Traumatic Injury Prevention Program
NOTE: This page is archived for historical purposes and is no longer being maintained or updated.
NIOSH understands that external expert review is one of the most valid and accepted methods of evaluating research programs. For this reason, NIOSH requested that the National Academies evaluate a group of NIOSH research programs with respect to their impact, relevance, and future directions. The National Academies was asked to evaluate what NIOSH research programs are producing and to determine the extent to which NIOSH research may be responsible for changes in the workplace that reduce the risk of occupational injuries, illnesses, and deaths. More information is available at the National Academies Evaluation of NIOSH Research Programs page, and a timeline of the evaluation for The Traumatic Injury Prevention Program is below.
In 2007, The National Academies evaluated the Traumatic Injury Prevention Program’s impact, relevance, and future directions for the time period 1996-2005. The National Academies published a report, which showed the Traumatic Injury Prevention Program's efforts aligned with priority areas, and demonstrated effects on some end outcomes or well accepted intermediate outcomes, and provided recommendations for future enhancements. The evaluation resulted in scores of 4 out of 5 for both Relevance and Impact.
In response to the National Academies recommendations, the NIOSH Traumatic Injury Steering Committee developed an implementation plan with input from the NIOSH Board of Scientific Counselors (BSC). In 2012, the BSC scored the Traumatic Injury Prevention Program’s progress against a set of National Academies’ recommendations in the areas of Relevance, Sustainability, Progress, and Potential for Impact. The summary score was 4.4. Progress was scored again in the same areas in 2014, and the Traumatic Injury Prevention Program received a summary score of 4.7.
Beyond the Program Review, the National Academies recently launched a study, "Developing a Smarter National Surveillance System for Occupational Safety and Health in the 21st Century," which is co-sponsored by NIOSH, the Bureau of Labor Statistics, and the Occupational Safety and Health Administration. Surveillance, a component of the Traumatic Injury Prevention Program, is part of this review study. More information is available on the Study in Progress page.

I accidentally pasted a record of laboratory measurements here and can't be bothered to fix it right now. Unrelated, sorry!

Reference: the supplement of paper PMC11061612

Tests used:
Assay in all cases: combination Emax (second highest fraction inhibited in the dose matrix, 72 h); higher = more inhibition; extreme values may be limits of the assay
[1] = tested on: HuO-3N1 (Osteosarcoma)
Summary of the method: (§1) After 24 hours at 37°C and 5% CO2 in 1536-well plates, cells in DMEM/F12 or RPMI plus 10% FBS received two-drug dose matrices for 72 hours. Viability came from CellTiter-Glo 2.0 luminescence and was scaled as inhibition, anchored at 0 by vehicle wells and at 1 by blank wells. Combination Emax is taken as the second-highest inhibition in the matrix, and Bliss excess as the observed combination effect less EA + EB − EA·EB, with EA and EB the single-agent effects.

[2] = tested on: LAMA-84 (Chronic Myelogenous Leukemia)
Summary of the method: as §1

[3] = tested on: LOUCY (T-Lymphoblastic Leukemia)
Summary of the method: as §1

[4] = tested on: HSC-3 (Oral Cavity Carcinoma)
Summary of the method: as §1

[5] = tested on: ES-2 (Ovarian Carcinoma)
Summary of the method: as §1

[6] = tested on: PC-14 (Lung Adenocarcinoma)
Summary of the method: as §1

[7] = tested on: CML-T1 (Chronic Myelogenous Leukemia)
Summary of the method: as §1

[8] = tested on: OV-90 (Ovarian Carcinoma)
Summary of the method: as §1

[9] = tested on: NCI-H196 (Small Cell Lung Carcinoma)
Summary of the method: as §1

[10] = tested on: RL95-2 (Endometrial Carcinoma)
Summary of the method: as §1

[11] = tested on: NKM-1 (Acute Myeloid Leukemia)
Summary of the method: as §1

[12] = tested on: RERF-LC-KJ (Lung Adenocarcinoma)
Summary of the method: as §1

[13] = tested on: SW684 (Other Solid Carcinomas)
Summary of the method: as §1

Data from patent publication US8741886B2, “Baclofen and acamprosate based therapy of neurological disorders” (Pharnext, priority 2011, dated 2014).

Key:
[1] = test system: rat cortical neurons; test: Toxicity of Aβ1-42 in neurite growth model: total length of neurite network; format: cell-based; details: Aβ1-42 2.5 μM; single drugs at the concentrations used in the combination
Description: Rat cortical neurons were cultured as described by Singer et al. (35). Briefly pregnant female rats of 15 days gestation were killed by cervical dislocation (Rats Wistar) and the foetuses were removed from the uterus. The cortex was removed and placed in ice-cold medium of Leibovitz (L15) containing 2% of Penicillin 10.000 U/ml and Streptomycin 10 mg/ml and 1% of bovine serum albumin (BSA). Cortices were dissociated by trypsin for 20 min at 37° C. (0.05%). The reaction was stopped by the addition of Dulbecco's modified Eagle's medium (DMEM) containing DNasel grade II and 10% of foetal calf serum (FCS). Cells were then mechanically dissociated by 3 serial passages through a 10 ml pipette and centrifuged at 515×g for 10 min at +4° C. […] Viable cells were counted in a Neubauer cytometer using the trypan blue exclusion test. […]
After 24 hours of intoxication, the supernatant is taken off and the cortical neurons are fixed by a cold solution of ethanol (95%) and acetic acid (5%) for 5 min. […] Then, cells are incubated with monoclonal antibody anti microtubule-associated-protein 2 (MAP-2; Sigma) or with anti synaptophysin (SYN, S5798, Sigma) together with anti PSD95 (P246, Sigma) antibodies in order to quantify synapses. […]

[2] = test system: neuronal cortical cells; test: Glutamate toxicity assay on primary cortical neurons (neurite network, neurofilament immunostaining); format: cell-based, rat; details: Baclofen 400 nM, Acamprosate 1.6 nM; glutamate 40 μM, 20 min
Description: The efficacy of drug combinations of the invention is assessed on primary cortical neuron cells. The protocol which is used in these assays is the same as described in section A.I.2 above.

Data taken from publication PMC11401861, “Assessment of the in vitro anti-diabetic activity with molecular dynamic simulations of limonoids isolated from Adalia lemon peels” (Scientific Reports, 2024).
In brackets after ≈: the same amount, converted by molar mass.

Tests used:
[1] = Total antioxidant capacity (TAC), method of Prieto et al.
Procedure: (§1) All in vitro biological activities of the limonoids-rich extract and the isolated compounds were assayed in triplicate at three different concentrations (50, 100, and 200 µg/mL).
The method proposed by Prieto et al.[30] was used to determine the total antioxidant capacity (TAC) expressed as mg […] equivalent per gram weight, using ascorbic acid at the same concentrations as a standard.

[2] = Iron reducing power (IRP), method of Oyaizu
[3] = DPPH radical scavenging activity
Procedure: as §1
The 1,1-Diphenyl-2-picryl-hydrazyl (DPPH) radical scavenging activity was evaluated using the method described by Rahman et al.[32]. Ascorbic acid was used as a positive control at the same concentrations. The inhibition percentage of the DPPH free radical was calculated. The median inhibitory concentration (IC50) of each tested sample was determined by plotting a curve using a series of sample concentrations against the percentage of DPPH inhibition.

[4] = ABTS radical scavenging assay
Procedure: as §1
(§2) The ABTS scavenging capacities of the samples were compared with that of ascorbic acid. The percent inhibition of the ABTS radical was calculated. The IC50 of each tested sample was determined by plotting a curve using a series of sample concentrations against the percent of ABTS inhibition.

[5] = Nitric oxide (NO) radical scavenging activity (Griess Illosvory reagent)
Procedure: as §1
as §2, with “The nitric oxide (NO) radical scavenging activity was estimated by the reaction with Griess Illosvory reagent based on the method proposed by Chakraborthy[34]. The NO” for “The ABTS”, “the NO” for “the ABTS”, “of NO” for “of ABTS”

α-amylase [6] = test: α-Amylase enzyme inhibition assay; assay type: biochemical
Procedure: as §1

Fire Fighter Fatality Investigation and Prevention Program
The Fire Fighter Fatality Investigation and Prevention Program (FFFIPP) is a part of the Traumatic Injury Prevention and Cancer, Reproductive Health, and Cardiovascular Diseases Programs. Over the years, the FFFIPP has sought and used both formal program reviews and stakeholder input to make changes that reflect our ongoing experience with the Fire Fighter Fatality Investigation and Prevention Program; evolving knowledge about factors that put fire fighters at risk of injury and death; and work with fire service and safety partners to identify new needs. For more information, see Our Work, Reviewed page.
Center for Motor Vehicle Safety Midcourse Review
NIOSH’s Center for Motor Vehicle Safety (CMVS) held a public web meeting in September 2016. The purpose of the meeting was to obtain feedback about the Program’s progress in addressing goals outlined in the Center’s 5-year strategic plan, meeting audience needs, and working effectively toward its overarching purpose of preventing work-related crashes and injuries.
- Page last reviewed: November 12, 2015 (archived document)
- Content source:
- National Institute for Occupational Safety and Health Division of Safety Research